China risks bank­ing cri­sis

> Warn­ing signs that it could hap­pen within three years, warns Bank for In­ter­na­tional Set­tle­ments

The Sun (Malaysia) - - SUNBIZ -

SHANG­HAI: Ex­ces­sive credit growth in China is sig­nalling an in­creas­ing risk of a bank­ing cri­sis in the next three years, a re­port from the Bank for In­ter­na­tional Set­tle­ments (BIS) says.

An early warn­ing of fi­nan­cial over­heat­ing – the credit-to-GDP gap – hit 30.1 in China in the first quar­ter of this year, the fi­nan­cial watch­dog said in a re­view of in­ter­na­tional bank­ing and fi­nan­cial mar­kets pub­lished on Sun­day.

Any level above 10 sig­nals a cri­sis “oc­curs in any of the three years ahead,” the BIS said. China’s in­di­ca­tor is way above the sec­ond high­est level of 12.1 for Canada and the high­est of the coun­tries as­sessed by the BIS.

Debt has played a key role in shoring up China’s eco­nomic growth fol­low­ing the global fi­nan­cial cri­sis. Out­stand­ing debt reached 255% of GDP in 2015, fu­elled in large part by a surge in cor­po­rate bor­row­ing, up from 220% just two years ear­lier.

China’s bank lend­ing in Au­gust more than dou­bled from the pre­vi­ous month, with much of the gain down to strong mort­gage de­mand.

In­deed, China’s top banks are lend­ing more to home­buy­ers and de­vel­op­ers than at any time since at least the global fi­nan­cial cri­sis.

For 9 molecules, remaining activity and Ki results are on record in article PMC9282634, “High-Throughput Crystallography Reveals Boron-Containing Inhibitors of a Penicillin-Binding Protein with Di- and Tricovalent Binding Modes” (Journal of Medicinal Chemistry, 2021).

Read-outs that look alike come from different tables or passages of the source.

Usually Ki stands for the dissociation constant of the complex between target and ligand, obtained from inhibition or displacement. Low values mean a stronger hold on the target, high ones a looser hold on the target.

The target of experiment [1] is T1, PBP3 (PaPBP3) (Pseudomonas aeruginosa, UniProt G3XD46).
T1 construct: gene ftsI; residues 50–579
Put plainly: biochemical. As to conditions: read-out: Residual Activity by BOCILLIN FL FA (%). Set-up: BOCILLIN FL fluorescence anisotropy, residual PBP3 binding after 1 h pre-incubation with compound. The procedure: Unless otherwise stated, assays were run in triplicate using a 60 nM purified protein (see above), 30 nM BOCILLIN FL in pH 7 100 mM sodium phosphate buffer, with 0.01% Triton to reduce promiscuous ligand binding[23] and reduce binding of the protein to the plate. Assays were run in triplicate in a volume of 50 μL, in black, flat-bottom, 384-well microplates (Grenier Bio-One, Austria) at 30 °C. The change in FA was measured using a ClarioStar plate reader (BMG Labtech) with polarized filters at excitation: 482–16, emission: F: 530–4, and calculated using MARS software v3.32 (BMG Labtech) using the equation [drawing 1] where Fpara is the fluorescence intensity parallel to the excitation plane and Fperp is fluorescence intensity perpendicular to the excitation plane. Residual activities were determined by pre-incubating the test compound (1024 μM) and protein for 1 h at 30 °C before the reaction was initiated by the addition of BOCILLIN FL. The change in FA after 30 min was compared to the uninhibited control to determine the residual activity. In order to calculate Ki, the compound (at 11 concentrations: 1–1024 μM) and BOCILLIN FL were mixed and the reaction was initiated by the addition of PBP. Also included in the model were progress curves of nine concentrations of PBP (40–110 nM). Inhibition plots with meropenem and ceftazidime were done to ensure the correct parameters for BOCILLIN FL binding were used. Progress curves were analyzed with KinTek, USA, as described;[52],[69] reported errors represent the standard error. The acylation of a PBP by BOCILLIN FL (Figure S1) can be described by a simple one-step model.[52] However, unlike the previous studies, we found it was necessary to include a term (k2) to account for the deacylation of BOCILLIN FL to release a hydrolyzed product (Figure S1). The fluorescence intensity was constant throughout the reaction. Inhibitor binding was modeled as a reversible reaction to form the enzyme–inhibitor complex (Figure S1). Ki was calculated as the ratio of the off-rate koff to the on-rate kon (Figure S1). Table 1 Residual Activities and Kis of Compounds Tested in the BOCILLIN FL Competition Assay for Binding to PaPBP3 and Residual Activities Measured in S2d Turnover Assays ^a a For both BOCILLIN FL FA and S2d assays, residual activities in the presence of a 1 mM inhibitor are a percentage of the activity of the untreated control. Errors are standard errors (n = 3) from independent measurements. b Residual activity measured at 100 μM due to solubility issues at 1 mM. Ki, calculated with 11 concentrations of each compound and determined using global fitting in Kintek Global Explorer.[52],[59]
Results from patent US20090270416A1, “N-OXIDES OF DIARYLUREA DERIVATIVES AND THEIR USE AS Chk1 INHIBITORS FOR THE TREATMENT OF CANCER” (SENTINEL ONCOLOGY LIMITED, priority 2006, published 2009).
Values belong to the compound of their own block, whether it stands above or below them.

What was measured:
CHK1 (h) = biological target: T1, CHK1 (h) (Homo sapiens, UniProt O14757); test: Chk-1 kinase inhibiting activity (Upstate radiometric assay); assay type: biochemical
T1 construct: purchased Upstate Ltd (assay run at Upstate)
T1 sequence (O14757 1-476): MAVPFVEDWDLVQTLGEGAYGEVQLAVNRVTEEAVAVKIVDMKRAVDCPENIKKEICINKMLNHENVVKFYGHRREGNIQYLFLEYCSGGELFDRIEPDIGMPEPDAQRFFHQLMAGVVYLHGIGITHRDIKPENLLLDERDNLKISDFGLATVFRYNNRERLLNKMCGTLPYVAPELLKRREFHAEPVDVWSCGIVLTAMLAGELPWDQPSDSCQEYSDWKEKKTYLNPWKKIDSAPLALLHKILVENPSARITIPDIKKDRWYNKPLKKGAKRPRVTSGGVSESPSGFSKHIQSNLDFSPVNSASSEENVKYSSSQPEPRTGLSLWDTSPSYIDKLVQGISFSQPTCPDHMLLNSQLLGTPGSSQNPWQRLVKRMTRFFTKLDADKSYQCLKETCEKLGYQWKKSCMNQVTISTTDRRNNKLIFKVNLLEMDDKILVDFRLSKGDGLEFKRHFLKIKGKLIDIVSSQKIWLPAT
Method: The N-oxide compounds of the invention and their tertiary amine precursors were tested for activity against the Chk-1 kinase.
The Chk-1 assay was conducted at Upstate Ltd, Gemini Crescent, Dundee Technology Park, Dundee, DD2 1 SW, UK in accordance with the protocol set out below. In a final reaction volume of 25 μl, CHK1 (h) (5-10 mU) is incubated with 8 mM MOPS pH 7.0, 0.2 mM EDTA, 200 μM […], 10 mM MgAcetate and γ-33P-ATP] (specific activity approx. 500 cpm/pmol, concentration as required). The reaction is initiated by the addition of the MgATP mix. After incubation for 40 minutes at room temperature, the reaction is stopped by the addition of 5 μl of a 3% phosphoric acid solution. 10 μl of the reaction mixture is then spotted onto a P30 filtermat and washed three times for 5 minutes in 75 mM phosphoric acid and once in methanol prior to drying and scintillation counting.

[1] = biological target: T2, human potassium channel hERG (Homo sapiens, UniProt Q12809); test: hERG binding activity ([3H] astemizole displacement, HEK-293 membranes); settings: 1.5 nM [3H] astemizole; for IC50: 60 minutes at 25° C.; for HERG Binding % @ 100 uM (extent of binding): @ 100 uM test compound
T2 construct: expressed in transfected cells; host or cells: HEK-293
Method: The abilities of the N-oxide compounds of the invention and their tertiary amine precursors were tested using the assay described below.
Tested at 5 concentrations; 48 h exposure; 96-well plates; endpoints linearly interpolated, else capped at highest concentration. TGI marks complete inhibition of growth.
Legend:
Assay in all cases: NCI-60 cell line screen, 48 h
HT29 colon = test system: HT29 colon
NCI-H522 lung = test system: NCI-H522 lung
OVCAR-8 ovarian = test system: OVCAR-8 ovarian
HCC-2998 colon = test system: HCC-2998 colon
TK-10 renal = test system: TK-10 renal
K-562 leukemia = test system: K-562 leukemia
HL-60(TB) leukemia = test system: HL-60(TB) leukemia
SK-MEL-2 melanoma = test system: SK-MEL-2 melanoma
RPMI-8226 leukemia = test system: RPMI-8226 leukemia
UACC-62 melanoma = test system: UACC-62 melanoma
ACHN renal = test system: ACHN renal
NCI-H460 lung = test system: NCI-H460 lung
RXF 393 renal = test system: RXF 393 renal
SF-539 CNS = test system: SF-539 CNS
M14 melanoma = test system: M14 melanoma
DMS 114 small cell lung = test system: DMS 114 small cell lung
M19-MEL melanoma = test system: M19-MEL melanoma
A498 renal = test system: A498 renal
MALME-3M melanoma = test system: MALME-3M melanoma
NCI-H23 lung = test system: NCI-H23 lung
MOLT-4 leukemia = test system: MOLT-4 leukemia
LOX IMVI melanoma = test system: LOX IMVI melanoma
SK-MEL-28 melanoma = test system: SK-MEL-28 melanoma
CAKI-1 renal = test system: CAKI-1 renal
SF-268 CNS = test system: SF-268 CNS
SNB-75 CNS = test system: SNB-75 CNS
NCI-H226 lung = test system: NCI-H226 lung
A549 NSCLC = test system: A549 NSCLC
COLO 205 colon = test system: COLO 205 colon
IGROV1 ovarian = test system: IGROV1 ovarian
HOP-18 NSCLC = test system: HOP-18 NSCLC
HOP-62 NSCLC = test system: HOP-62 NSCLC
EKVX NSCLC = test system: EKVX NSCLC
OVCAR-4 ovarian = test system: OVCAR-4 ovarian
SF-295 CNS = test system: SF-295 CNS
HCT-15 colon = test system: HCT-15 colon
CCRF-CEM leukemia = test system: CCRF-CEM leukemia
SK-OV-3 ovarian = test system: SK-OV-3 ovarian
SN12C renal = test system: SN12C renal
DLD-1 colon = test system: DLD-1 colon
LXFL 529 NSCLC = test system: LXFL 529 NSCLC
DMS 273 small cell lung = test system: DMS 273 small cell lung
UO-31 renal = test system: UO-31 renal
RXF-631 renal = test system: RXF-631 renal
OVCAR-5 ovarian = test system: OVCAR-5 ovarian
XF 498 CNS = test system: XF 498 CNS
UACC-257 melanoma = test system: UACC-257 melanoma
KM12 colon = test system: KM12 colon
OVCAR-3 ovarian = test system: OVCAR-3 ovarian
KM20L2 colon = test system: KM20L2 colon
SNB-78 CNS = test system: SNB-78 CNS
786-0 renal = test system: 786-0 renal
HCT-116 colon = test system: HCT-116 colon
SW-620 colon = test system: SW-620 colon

The credit-to-GDP gap takes into ac­count the cur­rent credit-to-GDP and ex­pected long-run trends. But a China strate­gist at an in­ter­na­tional hedge fund said in­ter­na­tional his­tor­i­cal ex­pe­ri­ence is not nec­es­sar­ily ap­pli­ca­ble to China. The strate­gist could not be iden­ti­fied as he is not au­tho­rised to speak to the media.

The BIS also said the es­ti­mated debt ser­vice ra­tio, which mea­sures prin­ci­pal and in­ter­est pay­ments rel­a­tive to in­come, is at 5.4, which is a “po­ten­tial con­cern”.

This un­der­lines the de­fault risk as bor­row­ers strug­gle to re­pay loans. Some an­a­lysts ar­gue a weak­en­ing in banks’ cap­i­tal strength raises the prospect that the gov­ern­ment may have to in­ject more than US$100 bil­lion (RM413 bil­lion) to shore them up.

De­spite the con­cerns sur­round­ing China’s debt, UBS an­a­lysts said in a re­port ear­lier this year that they do not ex­pect an im­mi­nent bank­ing cri­sis.

A high do­mes­tic sav­ings rate, un­der­de­vel­oped cap­i­tal mar­kets, a rel­a­tively closed cap­i­tal ac­count and gov­ern­ment own­er­ship of banks and many large bor­row­ers mean no one can eas­ily “pull the plug” on its credit cy­cle, they said.

Debt-to-GDP could reach 300% be­fore 2020, UBS said. – Reuters

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